The CANS collects information on a child’s or adolescent’s needs and strengths. Strengths are things in which the child has an interest or ability. Needs are areas where the child requires help or clinical intervention. The provider or analyst gets to the know the child and their family through a transparent assessment process that’s been shown to facilitate engagement by building trust. While defining the needs is critical, the strengths identified in the assessment become the basis for the treatment or service plan.
At its core, a trauma-informed approach to care is compassionate, empathetic, and understanding. More specifically, it seeks to:
- Realize the full scope of the trauma and map out paths for recovery;
- Recognize the signs and symptoms of trauma in those who have experienced it first– or secondhand; and
- Actively avoid re-traumatization.
For a person impacted by trauma, autistic or not, any number of things directly and indirectly related to the experience can trigger the body’s “fight-or-flight” response, where adrenaline begins coursing through the bloodstream, the heart beats faster, and breathing speeds up. These changes can happen so quickly that people aren’t aware of them.
As a result, “trauma-informed care can also be a very individualized way of working with someone because two people may respond completely differently to the same approach or even the person administering the treatment,” Yosmanovich says. “Communication is not a strong suit with people on the spectrum, so they’re not likely to volunteer what’s bothering them.”
Acting out is very often, for someone who’s experienced trauma, a reaction to feeling a loss of control, Sawyer says. To counter that behavior, Potential promotes decision-making from the beginning of its clients’ enrollment.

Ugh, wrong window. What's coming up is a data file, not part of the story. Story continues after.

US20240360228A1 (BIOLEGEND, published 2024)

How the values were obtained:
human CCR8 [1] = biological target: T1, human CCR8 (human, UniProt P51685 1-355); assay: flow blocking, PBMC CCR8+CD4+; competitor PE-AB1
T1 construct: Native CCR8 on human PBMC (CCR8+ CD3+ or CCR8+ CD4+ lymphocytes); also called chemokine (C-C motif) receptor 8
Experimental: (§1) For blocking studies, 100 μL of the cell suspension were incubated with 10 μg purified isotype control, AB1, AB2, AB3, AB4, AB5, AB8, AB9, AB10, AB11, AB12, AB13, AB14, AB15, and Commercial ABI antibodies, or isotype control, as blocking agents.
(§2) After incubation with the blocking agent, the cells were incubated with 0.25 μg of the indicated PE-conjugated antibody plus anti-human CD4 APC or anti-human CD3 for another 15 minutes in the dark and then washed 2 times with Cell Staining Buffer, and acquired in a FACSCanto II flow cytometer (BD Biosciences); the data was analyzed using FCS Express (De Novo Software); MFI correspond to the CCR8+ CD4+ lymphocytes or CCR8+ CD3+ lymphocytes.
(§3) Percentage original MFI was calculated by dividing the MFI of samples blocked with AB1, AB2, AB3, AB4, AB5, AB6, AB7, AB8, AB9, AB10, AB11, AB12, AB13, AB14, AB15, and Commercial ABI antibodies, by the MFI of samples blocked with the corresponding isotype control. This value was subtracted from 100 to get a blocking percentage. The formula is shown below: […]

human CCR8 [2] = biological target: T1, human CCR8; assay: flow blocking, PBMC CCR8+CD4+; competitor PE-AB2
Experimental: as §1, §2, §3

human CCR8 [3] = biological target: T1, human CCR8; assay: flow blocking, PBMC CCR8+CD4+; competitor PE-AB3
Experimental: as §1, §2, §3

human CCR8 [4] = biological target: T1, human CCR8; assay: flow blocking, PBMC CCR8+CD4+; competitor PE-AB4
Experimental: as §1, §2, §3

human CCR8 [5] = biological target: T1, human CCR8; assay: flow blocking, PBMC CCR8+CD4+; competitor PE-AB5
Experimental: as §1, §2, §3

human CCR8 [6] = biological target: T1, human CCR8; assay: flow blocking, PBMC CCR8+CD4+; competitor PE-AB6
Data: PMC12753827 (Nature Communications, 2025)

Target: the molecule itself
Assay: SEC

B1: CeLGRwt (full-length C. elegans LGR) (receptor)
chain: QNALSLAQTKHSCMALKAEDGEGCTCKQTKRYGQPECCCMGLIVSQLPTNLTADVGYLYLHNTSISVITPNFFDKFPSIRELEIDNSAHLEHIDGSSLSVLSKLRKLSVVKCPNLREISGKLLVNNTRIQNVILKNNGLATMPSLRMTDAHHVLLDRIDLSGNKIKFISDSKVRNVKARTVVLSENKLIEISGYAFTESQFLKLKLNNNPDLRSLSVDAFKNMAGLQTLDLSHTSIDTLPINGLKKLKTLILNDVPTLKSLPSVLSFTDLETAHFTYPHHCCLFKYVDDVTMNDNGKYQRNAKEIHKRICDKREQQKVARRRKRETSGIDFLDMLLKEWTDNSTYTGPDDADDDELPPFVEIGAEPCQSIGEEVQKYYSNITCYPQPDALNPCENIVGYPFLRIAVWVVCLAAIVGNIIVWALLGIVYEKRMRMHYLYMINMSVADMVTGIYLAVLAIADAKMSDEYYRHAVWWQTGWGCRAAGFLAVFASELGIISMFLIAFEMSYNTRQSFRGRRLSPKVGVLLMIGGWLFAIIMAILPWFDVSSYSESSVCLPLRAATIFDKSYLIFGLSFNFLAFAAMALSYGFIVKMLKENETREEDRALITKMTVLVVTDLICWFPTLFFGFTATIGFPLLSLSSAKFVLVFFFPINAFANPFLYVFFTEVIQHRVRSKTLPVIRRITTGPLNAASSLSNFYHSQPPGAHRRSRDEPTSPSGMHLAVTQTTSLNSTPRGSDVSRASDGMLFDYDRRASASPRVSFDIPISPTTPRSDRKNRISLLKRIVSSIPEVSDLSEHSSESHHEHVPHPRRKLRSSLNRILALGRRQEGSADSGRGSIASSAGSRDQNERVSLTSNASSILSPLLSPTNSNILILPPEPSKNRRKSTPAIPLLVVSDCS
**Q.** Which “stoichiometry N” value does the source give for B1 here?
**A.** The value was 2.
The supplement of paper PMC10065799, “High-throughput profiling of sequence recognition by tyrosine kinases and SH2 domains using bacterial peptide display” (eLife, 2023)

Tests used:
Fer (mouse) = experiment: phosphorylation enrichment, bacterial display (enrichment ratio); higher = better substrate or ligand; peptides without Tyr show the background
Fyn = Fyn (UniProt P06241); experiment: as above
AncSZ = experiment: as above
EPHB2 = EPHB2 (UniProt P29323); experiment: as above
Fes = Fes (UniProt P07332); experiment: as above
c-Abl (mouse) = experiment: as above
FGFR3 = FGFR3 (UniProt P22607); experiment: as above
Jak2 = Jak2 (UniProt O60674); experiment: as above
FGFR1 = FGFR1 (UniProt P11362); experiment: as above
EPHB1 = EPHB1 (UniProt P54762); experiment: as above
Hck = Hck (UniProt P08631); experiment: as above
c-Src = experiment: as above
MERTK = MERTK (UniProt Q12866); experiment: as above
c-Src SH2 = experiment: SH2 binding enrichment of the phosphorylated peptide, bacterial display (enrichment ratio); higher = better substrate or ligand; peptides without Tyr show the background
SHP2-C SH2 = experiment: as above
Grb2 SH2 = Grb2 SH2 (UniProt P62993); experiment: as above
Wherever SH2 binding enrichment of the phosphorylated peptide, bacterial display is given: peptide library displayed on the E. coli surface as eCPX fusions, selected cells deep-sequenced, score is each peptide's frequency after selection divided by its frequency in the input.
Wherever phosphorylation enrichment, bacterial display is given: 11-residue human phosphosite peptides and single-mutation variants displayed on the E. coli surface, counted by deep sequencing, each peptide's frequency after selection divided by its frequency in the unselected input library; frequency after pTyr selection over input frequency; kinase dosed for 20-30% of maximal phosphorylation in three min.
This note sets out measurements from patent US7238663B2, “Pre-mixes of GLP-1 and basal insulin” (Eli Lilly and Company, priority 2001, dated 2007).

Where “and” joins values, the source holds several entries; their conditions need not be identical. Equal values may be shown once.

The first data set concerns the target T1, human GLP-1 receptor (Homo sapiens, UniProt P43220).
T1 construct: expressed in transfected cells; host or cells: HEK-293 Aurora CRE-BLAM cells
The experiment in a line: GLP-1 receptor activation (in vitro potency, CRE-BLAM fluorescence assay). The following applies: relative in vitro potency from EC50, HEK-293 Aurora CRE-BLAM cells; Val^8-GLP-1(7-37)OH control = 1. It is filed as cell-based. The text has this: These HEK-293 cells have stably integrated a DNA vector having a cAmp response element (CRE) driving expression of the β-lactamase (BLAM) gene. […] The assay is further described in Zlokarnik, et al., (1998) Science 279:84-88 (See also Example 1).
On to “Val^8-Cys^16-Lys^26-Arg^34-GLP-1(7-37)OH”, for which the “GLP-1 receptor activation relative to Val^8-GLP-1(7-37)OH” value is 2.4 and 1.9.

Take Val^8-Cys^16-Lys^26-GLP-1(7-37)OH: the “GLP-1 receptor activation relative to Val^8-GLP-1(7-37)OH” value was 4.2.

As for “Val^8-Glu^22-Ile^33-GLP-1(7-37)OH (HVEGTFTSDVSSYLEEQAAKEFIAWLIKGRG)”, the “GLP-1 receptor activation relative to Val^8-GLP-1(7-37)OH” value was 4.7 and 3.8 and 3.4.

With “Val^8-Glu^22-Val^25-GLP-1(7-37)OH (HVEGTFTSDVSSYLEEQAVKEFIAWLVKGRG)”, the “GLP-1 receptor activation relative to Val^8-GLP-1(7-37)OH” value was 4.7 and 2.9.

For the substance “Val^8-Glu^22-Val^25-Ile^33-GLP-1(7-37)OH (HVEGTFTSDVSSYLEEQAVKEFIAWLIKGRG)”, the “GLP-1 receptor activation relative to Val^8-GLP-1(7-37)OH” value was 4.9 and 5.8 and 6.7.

“It’s a collaborative, skill-based approach where we want to teach you how to cooperate and empower you to advocate for your needs,” Yosmanovich says. “That may sound straightforward, but it’s not always an easy path. It can take years for some. However, those are always worthwhile goals to strive toward.”
What are its benefits?
Trauma-impacted people generally have difficulty maintaining healthy, open relationships with a healthcare or service provider in the traditional arrangement. Trauma-informed care offers an opportunity to engage more fully in their treatment and develop a trusting relationship with their provider, which, where people with autism are specifically concerned, can enhance their progress and improve their long-term abilities.
But, for trauma-informed care to be its most effective, it needs to be adopted at both the clinical and organizational levels. Sawyer and Yosmanovich stress that its power resides less within a single focused practice than a broad organizational culture change, where knowledge about trauma is integrated into policies, procedures, and practices. By enabling it to become a part of all aspects of day-to-day operations, it ensures that every interaction, even those with non-clinical staff, will help trauma-impacted people feel safe, physically and emotionally.
Minor as those moments might seem, their cumulative effect can be corrosive to a trauma-impacted person. But the opposite also holds: A safe physical, social, and emotional environment will nurture trust and confidence, inspiring, in turn, a new capacity to heal and grow.